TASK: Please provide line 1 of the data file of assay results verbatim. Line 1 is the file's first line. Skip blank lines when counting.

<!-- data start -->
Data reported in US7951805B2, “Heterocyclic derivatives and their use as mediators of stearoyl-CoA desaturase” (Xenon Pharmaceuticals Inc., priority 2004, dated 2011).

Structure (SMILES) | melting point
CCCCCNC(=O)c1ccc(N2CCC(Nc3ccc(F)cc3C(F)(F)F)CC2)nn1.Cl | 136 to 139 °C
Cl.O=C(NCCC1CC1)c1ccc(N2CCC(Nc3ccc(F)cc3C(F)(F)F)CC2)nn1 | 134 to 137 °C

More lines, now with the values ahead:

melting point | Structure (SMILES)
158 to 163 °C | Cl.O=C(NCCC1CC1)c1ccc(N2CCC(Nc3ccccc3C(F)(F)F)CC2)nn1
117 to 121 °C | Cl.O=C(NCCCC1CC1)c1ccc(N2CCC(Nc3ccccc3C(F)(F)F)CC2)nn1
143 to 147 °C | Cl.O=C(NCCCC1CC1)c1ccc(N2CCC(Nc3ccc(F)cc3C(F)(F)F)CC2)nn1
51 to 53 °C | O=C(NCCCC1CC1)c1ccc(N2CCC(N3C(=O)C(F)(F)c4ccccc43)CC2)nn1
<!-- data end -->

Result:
Data reported in US7951805B2, “Heterocyclic derivatives and their use as mediators of stearoyl-CoA desaturase” (Xenon Pharmaceuticals Inc., priority 2004, dated 2011).